The Great Manmade River Authority (GMRA) has awarded contracts worth about $2,000 million on its $20,000 million great manmade river (GMR) project to transport water to the north of the country from huge aquifers beneath the desert in the south.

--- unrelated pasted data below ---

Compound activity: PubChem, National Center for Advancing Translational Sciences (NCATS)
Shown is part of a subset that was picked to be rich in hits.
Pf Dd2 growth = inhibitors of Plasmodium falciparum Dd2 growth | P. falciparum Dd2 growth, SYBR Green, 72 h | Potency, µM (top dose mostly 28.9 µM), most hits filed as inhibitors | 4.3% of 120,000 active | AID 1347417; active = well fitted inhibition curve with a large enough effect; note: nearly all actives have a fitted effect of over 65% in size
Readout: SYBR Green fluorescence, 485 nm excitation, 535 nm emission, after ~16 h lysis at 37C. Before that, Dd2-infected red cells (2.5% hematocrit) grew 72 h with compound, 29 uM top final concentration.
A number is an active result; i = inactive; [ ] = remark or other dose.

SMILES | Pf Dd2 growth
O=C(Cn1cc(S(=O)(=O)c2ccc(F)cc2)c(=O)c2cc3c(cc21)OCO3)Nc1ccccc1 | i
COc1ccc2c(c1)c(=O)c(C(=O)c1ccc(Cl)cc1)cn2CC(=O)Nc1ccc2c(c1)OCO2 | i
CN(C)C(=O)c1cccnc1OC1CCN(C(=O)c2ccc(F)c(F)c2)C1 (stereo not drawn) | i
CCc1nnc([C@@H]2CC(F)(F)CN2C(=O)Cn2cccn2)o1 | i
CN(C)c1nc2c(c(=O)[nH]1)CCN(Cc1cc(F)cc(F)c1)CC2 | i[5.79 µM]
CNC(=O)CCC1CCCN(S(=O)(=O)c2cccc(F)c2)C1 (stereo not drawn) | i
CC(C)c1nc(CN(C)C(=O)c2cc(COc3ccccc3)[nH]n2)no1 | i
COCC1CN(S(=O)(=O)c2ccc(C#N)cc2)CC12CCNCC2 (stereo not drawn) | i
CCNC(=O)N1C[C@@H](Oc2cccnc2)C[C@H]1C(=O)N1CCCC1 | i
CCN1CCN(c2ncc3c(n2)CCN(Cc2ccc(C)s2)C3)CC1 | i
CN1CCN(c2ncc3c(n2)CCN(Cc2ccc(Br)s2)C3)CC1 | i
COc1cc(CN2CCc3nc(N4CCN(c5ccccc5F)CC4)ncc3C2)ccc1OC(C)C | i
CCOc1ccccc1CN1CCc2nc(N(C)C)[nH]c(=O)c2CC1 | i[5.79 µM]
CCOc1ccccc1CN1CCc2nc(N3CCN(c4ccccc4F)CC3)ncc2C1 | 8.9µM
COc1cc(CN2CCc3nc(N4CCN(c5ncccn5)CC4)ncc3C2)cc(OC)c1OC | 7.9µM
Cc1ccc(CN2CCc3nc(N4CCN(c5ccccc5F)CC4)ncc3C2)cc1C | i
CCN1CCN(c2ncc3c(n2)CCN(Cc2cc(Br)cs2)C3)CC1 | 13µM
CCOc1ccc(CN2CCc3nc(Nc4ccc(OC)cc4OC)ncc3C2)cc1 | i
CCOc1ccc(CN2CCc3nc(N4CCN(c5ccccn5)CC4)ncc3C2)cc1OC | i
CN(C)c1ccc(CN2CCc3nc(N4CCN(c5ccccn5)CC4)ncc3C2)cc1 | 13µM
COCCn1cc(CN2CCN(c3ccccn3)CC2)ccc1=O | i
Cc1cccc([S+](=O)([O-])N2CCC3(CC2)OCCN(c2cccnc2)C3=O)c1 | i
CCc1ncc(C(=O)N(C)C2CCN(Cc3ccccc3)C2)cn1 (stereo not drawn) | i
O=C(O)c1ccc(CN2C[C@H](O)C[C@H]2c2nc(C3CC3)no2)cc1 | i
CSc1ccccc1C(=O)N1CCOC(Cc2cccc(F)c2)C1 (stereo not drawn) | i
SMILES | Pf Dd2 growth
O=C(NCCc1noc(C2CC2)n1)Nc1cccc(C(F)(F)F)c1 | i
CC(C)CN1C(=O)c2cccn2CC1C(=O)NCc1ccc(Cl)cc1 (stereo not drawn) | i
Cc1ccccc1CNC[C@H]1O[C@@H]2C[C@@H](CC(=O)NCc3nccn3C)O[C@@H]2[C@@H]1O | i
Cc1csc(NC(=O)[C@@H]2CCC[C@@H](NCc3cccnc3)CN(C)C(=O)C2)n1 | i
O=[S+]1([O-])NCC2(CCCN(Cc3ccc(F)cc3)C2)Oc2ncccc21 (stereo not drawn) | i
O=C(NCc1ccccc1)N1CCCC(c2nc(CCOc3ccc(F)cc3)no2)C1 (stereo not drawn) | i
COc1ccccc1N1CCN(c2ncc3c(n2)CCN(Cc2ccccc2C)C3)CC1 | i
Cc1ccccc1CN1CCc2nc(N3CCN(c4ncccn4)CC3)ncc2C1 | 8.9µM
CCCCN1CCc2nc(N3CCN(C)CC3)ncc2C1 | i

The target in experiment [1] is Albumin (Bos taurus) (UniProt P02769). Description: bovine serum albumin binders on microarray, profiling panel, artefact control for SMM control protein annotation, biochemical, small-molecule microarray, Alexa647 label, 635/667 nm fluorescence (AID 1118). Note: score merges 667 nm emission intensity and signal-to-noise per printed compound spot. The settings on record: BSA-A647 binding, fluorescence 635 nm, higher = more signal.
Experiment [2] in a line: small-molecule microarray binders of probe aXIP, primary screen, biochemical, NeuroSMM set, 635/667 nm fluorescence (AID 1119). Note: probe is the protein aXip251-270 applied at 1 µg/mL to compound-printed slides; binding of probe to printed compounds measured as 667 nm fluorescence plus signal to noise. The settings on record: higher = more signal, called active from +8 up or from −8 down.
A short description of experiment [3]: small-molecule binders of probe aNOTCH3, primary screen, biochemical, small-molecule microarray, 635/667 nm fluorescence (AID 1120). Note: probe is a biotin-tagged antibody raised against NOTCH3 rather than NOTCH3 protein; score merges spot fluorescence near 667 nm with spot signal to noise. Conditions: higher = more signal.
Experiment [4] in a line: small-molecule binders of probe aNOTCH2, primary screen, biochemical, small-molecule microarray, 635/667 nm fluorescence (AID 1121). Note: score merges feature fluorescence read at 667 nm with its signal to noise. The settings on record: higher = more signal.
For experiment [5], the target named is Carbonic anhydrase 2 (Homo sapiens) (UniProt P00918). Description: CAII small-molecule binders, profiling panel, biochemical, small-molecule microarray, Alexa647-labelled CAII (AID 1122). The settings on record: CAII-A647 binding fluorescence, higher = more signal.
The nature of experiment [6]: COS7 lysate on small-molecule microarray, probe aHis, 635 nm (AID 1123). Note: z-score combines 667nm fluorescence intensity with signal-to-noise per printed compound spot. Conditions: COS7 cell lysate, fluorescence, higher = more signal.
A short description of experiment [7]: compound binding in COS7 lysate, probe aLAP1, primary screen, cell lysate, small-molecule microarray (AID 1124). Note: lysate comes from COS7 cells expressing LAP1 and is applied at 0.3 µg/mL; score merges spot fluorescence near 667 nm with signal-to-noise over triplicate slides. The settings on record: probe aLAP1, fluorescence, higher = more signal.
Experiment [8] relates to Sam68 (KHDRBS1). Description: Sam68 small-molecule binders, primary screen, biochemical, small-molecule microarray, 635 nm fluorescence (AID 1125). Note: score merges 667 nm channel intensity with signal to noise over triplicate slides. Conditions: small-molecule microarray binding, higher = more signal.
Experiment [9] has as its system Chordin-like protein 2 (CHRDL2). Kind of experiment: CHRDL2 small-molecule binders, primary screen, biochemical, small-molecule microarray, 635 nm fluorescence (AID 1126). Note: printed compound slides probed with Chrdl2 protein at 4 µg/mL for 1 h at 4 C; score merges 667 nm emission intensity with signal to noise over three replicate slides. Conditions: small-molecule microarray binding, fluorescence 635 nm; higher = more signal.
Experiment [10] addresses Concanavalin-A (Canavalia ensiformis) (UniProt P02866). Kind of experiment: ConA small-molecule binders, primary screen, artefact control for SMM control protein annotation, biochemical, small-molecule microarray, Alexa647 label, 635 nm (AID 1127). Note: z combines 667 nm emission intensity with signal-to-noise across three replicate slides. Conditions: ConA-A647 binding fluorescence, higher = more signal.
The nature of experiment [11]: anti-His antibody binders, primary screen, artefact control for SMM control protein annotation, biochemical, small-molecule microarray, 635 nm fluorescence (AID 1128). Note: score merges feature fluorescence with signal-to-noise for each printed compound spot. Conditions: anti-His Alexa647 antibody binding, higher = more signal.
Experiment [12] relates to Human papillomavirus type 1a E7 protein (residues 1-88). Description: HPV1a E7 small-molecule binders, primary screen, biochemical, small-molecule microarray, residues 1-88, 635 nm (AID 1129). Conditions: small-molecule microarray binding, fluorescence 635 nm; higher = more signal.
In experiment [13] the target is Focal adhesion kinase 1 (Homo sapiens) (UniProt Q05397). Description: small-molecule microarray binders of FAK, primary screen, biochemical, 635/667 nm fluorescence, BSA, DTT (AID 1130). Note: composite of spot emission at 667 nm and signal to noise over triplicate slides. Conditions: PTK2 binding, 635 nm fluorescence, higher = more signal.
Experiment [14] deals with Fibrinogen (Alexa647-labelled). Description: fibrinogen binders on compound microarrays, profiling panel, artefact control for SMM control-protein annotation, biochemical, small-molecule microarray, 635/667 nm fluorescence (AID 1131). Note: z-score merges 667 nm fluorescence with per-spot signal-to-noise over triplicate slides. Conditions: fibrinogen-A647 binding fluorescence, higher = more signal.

The Great Manmade River Authority (GMRA) has awarded contracts worth about $2,000 million on its $20,000 million great manmade river (GMR) project to transport water to the north of the country from huge aquifers beneath the desert in the south. The largest package went to Canada's SNC Lavalin, which has agreed an estimated $1,100 million, four-year extension to its contract to operate the concrete pipe manufacturing plant at Sarir, in the east. The extension covers the supply of pipes to the third phase of the GMR project, which involves the construction of a 383-kilometre pipeline from the Al-Kufra wellfield in the southeast to Sarir (MEED 7:1:05). GMRA has selected Turkey's Tekfen for the $660 million-700 million engineering, procurement and construction (EPC) contract to build the 383-kilometre-long pipeline. The five-year contract includes the collection, transportation and installation of 3.6-4-metre-diameter pipes. Designs for the pipeline, which will link up with the existing phase 1 GMR pipeline between Tazerbo and Sarir, have been completed by the UK office of Japan's Nippon Koei (MEED 29:7:05). GMRA has also awarded a joint venture of Turkey's Oztasand the local North General Contracting Company (NGCC)an estimated $130 million-140 million contract to design and build a water conveyance system between Abu Ziyyan and Al-Ruhaybat, near Tripoli. The 116-kilometre pipeline is an extension of the $4,000 million first phase of the GMR project. The contract involves the procurement, supply and installation of glass reinforced plastic (GRP) pipe of varying diameters. GMRA elected to go for the GRP design after reviewing proposals from 10 contractors for two alternative designs, one based on GRP pipes, the other on ductile iron pipes. The project also calls for the construction of 44 concrete water tanks. UK-based Brown & Root North Africa (BRNA)is the consultant on the project (MEED 22:7:05). BRNA has been awarded a one-year contract to project manage the completion of the 24 million-cubic-metre-capacity Omar el-Muktar grand reservoir in Benghazi. The reservoir is the largest on the GMR project and will supply water for agriculture in the Benghazi area. Construction is being carried out by the local Al-Fadeeland involves the construction of a 30-metre-high, one-kilometre-diameter rock-filled bund that will be lined with a 60-millimetre flexible asphalt membrane. The asphalt is being laid by Austria's Strabag, which is working as a subcontractor to Al-Fadeel.
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